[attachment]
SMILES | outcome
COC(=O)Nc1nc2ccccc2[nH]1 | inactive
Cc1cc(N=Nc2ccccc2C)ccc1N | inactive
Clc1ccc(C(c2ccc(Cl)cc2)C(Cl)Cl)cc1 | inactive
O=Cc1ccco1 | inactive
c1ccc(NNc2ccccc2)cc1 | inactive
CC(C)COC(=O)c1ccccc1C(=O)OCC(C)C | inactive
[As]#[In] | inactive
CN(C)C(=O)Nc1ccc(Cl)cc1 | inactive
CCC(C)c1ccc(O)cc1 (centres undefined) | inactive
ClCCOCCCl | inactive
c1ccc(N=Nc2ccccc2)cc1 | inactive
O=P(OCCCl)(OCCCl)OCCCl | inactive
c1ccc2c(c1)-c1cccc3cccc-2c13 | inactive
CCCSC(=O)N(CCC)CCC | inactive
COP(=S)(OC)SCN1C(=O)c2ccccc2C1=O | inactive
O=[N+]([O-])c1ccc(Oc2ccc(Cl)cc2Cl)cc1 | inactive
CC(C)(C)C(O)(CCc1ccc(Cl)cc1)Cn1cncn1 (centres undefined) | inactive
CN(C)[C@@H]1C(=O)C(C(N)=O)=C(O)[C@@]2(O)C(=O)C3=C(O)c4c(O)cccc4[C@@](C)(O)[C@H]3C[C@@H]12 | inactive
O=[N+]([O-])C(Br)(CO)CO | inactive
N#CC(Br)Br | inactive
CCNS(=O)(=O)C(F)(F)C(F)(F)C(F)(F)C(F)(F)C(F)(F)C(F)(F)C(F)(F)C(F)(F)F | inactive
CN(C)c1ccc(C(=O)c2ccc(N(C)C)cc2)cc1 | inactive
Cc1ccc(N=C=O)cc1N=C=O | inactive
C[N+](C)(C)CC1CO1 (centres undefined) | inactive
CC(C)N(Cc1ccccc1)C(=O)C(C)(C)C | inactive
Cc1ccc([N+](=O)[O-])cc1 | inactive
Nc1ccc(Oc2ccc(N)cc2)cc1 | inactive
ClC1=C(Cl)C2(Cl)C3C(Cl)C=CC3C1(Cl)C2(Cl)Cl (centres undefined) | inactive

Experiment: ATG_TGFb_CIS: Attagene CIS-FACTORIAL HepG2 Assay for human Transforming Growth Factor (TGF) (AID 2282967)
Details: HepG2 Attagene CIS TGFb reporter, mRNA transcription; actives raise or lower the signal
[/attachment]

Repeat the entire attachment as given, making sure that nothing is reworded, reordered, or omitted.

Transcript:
SMILES | outcome
COC(=O)Nc1nc2ccccc2[nH]1 | inactive
Cc1cc(N=Nc2ccccc2C)ccc1N | inactive
Clc1ccc(C(c2ccc(Cl)cc2)C(Cl)Cl)cc1 | inactive
O=Cc1ccco1 | inactive
c1ccc(NNc2ccccc2)cc1 | inactive
CC(C)COC(=O)c1ccccc1C(=O)OCC(C)C | inactive
[As]#[In] | inactive
CN(C)C(=O)Nc1ccc(Cl)cc1 | inactive
CCC(C)c1ccc(O)cc1 (centres undefined) | inactive
ClCCOCCCl | inactive
c1ccc(N=Nc2ccccc2)cc1 | inactive
O=P(OCCCl)(OCCCl)OCCCl | inactive
c1ccc2c(c1)-c1cccc3cccc-2c13 | inactive
CCCSC(=O)N(CCC)CCC | inactive
COP(=S)(OC)SCN1C(=O)c2ccccc2C1=O | inactive
O=[N+]([O-])c1ccc(Oc2ccc(Cl)cc2Cl)cc1 | inactive
CC(C)(C)C(O)(CCc1ccc(Cl)cc1)Cn1cncn1 (centres undefined) | inactive
CN(C)[C@@H]1C(=O)C(C(N)=O)=C(O)[C@@]2(O)C(=O)C3=C(O)c4c(O)cccc4[C@@](C)(O)[C@H]3C[C@@H]12 | inactive
O=[N+]([O-])C(Br)(CO)CO | inactive
N#CC(Br)Br | inactive
CCNS(=O)(=O)C(F)(F)C(F)(F)C(F)(F)C(F)(F)C(F)(F)C(F)(F)C(F)(F)C(F)(F)F | inactive
CN(C)c1ccc(C(=O)c2ccc(N(C)C)cc2)cc1 | inactive
Cc1ccc(N=C=O)cc1N=C=O | inactive
C[N+](C)(C)CC1CO1 (centres undefined) | inactive
CC(C)N(Cc1ccccc1)C(=O)C(C)(C)C | inactive
Cc1ccc([N+](=O)[O-])cc1 | inactive
Nc1ccc(Oc2ccc(N)cc2)cc1 | inactive
ClC1=C(Cl)C2(Cl)C3C(Cl)C=CC3C1(Cl)C2(Cl)Cl (centres undefined) | inactive

Experiment: ATG_TGFb_CIS: Attagene CIS-FACTORIAL HepG2 Assay for human Transforming Growth Factor (TGF) (AID 2282967)
Details: HepG2 Attagene CIS TGFb reporter, mRNA transcription; actives raise or lower the signal